Most scientists believe that the origin of the Covid-19 pandemic is to be found in the bats, which have transmitted the virus to another animal - perhaps the snake or the pangolin - which in turn, contaminated human beings.
In January, China, suspected of the coronavirus coming from meat sold on a market in Wuhan, the epicenter of the epidemic, banned the trade and consumption of wild animals, a practice deeply rooted in the country's culture. "We have been eating this food for thousands of years. We should be more careful: cook the food longer and check if it is fresh," said regulars at the Wuhan market. Another customer says that she will continue to buy at the market, even if it is risky, because "everything is more expensive at the supermarket".
>> To read: "Pangolin, bat ... the mystery of the host animal remains"
Peter Li, a specialist in Chinese politics at the University of Houston Downtown in the United States, explains that there are millions of wild animals on Chinese farms: "We raise them to take their fur, use them as part of traditional medicine or in laboratories. "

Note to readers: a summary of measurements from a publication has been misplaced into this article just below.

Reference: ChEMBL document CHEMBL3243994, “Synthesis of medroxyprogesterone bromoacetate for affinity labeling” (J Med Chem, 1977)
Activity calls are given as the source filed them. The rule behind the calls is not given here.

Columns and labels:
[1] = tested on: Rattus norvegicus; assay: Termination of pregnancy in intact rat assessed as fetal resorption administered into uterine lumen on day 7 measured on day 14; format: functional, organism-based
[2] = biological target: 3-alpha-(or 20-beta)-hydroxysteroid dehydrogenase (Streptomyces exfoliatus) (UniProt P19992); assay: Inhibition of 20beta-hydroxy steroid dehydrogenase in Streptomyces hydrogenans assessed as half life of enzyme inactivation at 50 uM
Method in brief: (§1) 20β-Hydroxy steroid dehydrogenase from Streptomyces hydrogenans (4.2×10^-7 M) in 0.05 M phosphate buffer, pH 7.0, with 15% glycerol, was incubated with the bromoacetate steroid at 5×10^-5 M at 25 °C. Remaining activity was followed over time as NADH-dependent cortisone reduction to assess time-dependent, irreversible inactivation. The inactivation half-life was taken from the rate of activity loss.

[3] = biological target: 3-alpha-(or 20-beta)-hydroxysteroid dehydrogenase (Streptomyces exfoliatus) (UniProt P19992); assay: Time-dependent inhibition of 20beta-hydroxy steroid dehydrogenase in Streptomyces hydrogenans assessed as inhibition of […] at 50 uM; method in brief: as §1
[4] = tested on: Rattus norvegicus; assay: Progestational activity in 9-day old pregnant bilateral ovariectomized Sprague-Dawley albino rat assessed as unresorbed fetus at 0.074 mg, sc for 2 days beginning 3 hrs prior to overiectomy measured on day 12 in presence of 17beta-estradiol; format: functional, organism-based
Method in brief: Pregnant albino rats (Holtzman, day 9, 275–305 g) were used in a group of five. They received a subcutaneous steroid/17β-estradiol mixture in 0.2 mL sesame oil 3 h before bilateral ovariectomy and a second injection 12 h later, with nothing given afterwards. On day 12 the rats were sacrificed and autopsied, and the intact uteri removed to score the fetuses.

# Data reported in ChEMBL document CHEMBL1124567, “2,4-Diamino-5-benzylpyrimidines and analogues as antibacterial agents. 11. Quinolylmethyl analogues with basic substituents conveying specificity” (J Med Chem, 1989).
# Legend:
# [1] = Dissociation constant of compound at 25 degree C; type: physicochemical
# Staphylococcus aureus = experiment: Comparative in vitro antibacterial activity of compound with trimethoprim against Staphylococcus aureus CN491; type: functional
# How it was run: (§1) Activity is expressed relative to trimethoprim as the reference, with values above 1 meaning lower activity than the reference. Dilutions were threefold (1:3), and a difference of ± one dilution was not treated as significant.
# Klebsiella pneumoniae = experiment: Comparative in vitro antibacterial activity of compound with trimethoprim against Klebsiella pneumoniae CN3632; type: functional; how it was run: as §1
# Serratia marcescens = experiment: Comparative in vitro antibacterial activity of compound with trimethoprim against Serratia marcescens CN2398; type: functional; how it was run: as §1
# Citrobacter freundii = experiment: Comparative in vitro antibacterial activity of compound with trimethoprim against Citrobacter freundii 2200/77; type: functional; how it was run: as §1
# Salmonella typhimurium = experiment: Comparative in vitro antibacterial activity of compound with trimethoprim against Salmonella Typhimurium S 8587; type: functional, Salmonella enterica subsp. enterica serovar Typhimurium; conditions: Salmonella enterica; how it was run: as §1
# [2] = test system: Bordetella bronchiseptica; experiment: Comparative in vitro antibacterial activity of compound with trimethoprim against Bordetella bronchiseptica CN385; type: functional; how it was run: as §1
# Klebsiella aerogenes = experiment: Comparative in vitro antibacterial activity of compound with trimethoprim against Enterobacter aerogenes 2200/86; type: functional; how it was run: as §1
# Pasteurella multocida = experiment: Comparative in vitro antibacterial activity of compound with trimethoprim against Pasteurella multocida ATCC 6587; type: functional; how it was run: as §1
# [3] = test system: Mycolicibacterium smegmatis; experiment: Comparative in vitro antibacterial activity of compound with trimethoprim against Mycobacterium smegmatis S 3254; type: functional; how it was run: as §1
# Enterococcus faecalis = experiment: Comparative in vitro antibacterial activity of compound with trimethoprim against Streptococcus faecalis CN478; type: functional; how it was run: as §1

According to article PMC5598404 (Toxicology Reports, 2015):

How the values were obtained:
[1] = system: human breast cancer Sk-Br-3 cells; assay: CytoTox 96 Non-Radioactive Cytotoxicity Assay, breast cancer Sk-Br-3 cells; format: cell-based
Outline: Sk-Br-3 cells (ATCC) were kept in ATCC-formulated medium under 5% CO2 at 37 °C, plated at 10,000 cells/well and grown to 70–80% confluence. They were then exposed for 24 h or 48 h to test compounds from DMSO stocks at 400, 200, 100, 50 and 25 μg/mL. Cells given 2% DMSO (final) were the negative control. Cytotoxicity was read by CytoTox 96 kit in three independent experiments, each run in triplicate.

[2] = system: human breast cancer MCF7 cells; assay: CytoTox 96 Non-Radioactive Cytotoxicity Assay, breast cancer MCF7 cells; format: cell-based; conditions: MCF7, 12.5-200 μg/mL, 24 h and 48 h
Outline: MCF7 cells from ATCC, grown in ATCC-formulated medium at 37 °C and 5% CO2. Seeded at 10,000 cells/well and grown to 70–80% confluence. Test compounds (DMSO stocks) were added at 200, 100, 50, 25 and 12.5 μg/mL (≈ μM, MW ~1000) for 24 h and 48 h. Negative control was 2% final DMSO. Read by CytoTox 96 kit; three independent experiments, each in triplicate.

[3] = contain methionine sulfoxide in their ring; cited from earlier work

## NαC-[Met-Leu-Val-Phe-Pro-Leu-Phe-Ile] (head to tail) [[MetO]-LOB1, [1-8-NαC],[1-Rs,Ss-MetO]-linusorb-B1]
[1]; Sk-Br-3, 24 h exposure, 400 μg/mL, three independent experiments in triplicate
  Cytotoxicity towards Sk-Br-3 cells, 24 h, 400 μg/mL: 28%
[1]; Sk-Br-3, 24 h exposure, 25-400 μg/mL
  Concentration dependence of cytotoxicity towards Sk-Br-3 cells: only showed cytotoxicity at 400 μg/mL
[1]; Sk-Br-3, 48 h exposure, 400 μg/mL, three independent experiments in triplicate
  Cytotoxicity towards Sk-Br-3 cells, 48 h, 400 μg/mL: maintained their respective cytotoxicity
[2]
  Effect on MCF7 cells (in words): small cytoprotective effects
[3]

At the end of March, China also gave the green light to the marketing of a drug based on bear bile, in order to treat patients with Covid-19. The remedy includes an injection of bear bile, goat horn powder and plant extracts. About 20,000 bears are said to be locked up in the country in narrow cages, their stomachs connected to a pipe, to extract their bile. Animal defense associations cry out scandal.
But as Richard Thomas, from the NGO Traffic, explains, China is far from being the only country responsible. "The trade in wild species is global. All the countries of the world trade in products derived from wild fauna and flora. France, for example, has a significant trade in giant conch, a gastropod of the Caribbean, and imports millions of reptiles, especially their skins. All animals that are traded are at risk of disease. "
Rightly or wrongly, today the symbol of this animal risk is the bat. In Peru, the small mammal is now the target of attacks. In the north of the country, residents burned bats for fear of the virus.
For Richard Thomas, lessons must be learned from the current health crisis. International coordination on the wildlife trade is imperative because "if things resume exactly as they were before, there will likely be another epidemic".
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